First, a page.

In PowerPoint, simple select the reflection option from the picture format window. Straight away you’ve reached the point mentioned above, but the functionality doesn’t stop there, you can now control how far the reflection reaches, whether you’d like it to blur the further away it gets, plus many mare options far outreaching the ‘do it yourself’ Photoshop way.


Everyone loves the inner/drop shadow feature in Photoshop, well it’s exactly the same in PowerPoint with the ability to change the distance, blur, direction, colour etc… Just remember, when adding effects, less is usually more!

Image compression

Ever frustrated that your presentation file size is too big after inserting too many large images and then end up having to take them into Photoshop to reduce their size and resolution?

In PowerPoint there is an option to ‘compress images’ allowing you to discard any cropped areas, and reduce the image resolution to one that still looks perfect when presented, but is actually much smaller in file size than it was before.

Image colour overlay

Have you ever needed to make your image washed out to sit against the background of your presentation? Perhaps you’d like to change the colour of the image to make it mono-tone with a specific colour that fits in with your brand identity? This can be carried out in PowerPoint with one simple click of your mouse.

Text layout

You have the ability to change the leading, kerning and many other features similar to how you’d go about working with text in Adobe software, the advantage here is that once tweaked and perfected, your text remains editable, so there are no issues down the line when others need to amend the file. NO MORE UNEDITABLE TEXT IN PRESENTATIONS!

Learn more about typography in PowerPoint in our in-depth, how-to guide.

Pen vector tool

It is possible to use the freeform tool in PowerPoint to draw your own shape – no problem – then once you’re finished, simply right click and edit the points. Now you can alter the vector lines in the same way you would in Illustrator.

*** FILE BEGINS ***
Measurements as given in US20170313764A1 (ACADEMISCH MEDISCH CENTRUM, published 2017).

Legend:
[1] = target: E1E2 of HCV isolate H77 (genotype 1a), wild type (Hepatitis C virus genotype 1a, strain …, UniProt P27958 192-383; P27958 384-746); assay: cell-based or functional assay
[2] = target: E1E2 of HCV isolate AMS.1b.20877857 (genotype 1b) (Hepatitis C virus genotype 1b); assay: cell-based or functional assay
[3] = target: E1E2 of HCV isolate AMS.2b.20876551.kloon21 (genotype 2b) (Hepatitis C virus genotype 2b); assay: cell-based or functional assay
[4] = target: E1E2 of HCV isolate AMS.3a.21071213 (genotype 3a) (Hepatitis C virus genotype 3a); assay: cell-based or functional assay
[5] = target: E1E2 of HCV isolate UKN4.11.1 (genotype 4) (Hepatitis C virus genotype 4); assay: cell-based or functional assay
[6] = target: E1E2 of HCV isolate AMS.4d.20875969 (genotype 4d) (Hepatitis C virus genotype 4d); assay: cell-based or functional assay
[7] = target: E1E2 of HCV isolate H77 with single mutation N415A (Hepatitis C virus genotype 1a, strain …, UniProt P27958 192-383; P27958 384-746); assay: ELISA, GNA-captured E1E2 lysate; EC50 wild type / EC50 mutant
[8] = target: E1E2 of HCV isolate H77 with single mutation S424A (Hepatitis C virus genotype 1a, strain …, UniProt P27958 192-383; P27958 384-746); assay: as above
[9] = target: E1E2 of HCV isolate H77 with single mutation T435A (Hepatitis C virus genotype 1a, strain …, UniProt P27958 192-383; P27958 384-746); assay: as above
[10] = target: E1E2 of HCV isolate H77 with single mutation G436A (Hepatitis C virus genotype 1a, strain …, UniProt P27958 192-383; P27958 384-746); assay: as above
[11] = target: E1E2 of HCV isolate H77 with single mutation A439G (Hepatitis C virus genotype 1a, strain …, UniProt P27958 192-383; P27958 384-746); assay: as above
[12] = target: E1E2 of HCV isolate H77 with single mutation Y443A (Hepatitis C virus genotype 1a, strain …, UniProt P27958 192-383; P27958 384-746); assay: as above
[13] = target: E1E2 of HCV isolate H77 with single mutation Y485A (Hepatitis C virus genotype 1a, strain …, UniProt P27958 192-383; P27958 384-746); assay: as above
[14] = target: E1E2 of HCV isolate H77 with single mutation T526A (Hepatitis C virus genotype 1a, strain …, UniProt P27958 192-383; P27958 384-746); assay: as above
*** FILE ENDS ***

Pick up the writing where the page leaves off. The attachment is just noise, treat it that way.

Wondering when you would use this tool? Check out the impact you can create using masking effects in this blog post.

So there you have it, a pretty long list of functions that mirror if not exceed the same functionality as in Adobe tools. Is PowerPoint better than Photoshop? I certainly believe that you can use PowerPoint functionality to craft effective, good-looking design once you know a few simple techniques. If you want to learn more about what PowerPoint can do, take a look at our free online resources:

Mind blowing PowerPoint, Awesome PowerPoint tricks, and Animation, or pick up more tips and tricks on our Blog.

If you’d like me to walk through any of the above examples in more detail, please comment below.

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Written by

Vincent Thompson

Principal design consultant

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  1. Image of Matt Matt says:

    Please. This post is filled with falsities.

    PPT background removal is nowhere near as good as Photoshop. Once you set the removal tool settings the first time, it’s even quicker than PPT. And when you select areas to keep or remove in PPT, it almost never gets the areas you want in a few clicks.

    Layers? Well, you can see them in PPT but not the image. In photoshop you actually get that layer image in a box to easily see without caring what you named it.